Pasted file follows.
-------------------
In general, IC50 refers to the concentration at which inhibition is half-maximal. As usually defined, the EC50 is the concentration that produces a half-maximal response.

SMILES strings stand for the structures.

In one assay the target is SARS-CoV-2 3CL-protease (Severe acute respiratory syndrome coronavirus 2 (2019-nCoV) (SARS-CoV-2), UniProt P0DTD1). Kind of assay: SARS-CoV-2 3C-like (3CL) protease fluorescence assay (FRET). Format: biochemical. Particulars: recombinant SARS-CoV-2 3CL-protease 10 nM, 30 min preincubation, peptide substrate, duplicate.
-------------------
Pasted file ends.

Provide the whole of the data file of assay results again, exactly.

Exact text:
In general, IC50 refers to the concentration at which inhibition is half-maximal. As usually defined, the EC50 is the concentration that produces a half-maximal response.

SMILES strings stand for the structures.

In one assay the target is SARS-CoV-2 3CL-protease (Severe acute respiratory syndrome coronavirus 2 (2019-nCoV) (SARS-CoV-2), UniProt P0DTD1). Kind of assay: SARS-CoV-2 3C-like (3CL) protease fluorescence assay (FRET). Format: biochemical. Particulars: recombinant SARS-CoV-2 3CL-protease 10 nM, 30 min preincubation, peptide substrate, duplicate.